Prior to the arrival of Europeans on Turtle Island, Indigenous Nations had their own complex system of spiritual beliefs, the breadth and depth of which the Europeans colonizers did not fully comprehend. Indigenous Peoples’ spirituality was rooted in their connection to nature, the earth, and one another. They had creation stories and a spiritual perspective unique to the history of their Peoples that varied from culture group to culture group (Four Directions Teachings, 2015). While their system did employ ceremony and belief in a creator, it differed significantly from other organized religions of the world. In particular, many Indigenous Peoples carried a collective belief that everything in their environment possessed a spirit including the natural world, people, animals, and in some cases, inanimate objects (Four Directions Teachings, 2015). This belief system ultimately ensured Indigenous Peoples and their communities maintained a deeply interconnected relationship of respect and balance with nature, animals, and human life. Maintaining a positive relationship between these components was and is integral to their traditional world view.
Arrival of the Missionaries
When Europeans arrived in the seventeenth century, they brought with them religious and cultural ideologies from Europe. Missionaries from France, whether intentionally or not, played a large role in the violent colonization of Indigenous communities on Turtle Island.
For the French, in these early years, evangelization was intertwined with the task of civilizing; to be “civil” was to behave and look like a French man or woman, and share their beliefs (Truth and Reconciliation Commission of Canada [TRC], 2015; D’Avignon & Trudel, 2013). While initially relations between Europeans and Indigenous Peoples benefitted both parties in the 1600s on Turtle Island, this balance shifted as the idea of converting and civilizing the Indigenous population gained popularity back in France (Knox, 2017).
To accomplish this, Samuel de Champlain invited the Recollect priests up the St. Lawrence River in 1615, to bring Christianity to the Indigenous occupants he encountered there. The Recollects erroneously assumed that the Indigenous communities had no spirituality and believed their task of evangelization would be easy (TRC, 2015).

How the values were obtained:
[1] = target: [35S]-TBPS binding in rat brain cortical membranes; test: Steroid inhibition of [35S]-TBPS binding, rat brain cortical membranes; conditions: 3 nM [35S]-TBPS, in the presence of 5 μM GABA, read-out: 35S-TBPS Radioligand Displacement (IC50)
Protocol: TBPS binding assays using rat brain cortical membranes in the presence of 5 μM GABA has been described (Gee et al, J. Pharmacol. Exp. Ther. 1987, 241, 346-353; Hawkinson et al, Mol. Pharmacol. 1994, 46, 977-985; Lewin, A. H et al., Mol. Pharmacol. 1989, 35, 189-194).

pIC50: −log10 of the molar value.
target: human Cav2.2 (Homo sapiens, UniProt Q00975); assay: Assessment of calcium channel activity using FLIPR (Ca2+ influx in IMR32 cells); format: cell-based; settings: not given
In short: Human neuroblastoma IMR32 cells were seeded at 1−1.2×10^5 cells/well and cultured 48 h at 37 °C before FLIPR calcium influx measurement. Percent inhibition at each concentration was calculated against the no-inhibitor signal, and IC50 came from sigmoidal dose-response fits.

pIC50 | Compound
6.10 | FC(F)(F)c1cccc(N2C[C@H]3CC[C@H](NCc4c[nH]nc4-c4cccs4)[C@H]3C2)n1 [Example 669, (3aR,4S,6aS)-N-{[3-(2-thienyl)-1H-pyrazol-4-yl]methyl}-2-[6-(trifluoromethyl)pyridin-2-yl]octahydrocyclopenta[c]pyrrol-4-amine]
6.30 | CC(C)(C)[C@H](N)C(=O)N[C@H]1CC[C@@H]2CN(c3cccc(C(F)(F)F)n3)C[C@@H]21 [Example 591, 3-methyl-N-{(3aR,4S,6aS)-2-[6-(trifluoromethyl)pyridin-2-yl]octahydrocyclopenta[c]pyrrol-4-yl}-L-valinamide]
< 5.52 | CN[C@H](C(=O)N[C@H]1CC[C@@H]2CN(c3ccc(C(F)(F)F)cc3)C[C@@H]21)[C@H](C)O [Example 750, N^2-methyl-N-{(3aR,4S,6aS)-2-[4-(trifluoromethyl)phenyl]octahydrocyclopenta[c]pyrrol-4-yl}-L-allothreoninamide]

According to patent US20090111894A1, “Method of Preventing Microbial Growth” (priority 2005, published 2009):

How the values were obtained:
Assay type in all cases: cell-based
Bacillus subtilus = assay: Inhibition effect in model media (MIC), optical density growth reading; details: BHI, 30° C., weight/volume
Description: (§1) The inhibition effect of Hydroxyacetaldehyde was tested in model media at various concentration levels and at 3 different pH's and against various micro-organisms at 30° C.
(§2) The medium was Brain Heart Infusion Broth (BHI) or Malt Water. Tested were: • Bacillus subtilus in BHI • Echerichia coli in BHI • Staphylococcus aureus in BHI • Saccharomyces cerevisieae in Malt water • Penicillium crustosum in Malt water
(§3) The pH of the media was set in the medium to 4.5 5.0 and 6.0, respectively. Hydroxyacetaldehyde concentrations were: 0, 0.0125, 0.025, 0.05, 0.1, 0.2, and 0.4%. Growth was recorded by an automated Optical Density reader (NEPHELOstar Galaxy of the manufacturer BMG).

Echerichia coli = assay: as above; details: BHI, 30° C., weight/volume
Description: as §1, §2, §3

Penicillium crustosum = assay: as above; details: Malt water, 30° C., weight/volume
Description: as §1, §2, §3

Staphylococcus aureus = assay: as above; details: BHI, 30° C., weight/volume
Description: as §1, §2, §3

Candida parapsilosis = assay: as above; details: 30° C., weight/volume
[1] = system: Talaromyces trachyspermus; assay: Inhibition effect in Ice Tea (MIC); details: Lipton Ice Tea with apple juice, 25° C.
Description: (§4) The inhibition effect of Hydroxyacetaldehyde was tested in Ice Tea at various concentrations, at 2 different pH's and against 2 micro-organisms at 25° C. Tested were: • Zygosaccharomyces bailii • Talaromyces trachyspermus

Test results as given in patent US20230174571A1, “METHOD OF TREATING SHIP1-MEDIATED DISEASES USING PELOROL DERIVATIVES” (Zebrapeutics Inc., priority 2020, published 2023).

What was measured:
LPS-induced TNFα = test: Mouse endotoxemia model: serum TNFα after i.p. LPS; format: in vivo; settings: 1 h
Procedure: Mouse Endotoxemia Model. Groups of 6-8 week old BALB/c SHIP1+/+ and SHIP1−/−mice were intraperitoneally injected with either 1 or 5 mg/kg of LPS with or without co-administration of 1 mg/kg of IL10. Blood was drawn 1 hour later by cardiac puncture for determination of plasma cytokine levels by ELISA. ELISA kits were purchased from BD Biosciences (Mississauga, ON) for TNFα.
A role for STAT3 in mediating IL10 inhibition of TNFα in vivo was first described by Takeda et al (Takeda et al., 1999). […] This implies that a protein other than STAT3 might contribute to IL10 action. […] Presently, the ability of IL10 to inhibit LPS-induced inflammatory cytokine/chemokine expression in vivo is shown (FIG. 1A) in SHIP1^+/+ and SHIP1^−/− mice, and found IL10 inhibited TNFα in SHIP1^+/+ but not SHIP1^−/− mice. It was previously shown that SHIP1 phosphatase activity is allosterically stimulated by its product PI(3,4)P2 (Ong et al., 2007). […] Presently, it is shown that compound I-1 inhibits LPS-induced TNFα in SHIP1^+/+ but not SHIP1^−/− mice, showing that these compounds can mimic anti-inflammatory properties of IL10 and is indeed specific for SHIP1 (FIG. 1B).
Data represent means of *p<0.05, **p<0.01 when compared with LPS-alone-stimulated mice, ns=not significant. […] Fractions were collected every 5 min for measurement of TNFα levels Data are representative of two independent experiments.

The Recollects quickly proved unsuccessful. The Indigenous Peoples on Turtle Island in the early 1600s possessed a strong autonomous spirituality, sense of community, and cultural identity. Also, both they and the general French colonial population on Turtle Island were much more interested in, and focused on, establishing trade relations. In contrast to conversion, trade promised valuable and immediate benefits for both parties: the new and struggling colonizers and the Indigenous Peoples (TRC, 2015; Knox, 2017). The Recollects would give up their efforts due to lack of funding after a few short years. Samuel de Champlain would then turn to the wealthier Jesuit order in 1625 for help in his mission of creating a French Christian “New World” (D’Avignon & Trudel, 2013; Heidenreich, 2006).
Jesuit Presence in New France
By the seventeenth century the Jesuits had a strong track record with many converts across cultures all over the world. As part of this global evangelization effort, Champlain and the King of France called for the Jesuit order to come to New France to share the Roman Catholic religion with the Wendat, Petun, Nipissing, Ojibwa, and Ottawa Indigenous populations (Heidenreich, 2006; Jaenen, 2008).
For the missionaries entrusted with the task of establishing congregations of acting Christians among the Indigenous populations of New France, the first step was to find commonalities between their belief system and that of their would-be converts. Missionaries worked to draw parallels between their systems and made the case that their Christian God was already present in the framework of Indigenous beliefs, therefore, He should be easy to acknowledge and accept (Knox, 2017; Niezen, Burgess, Begay, Fast, & Lambert, 2000). The Jesuits encouraged interested and curious individuals to visit with them and listen to their stories and rationale for making their Roman Catholic God the centre of spiritual focus (Knox, 2017).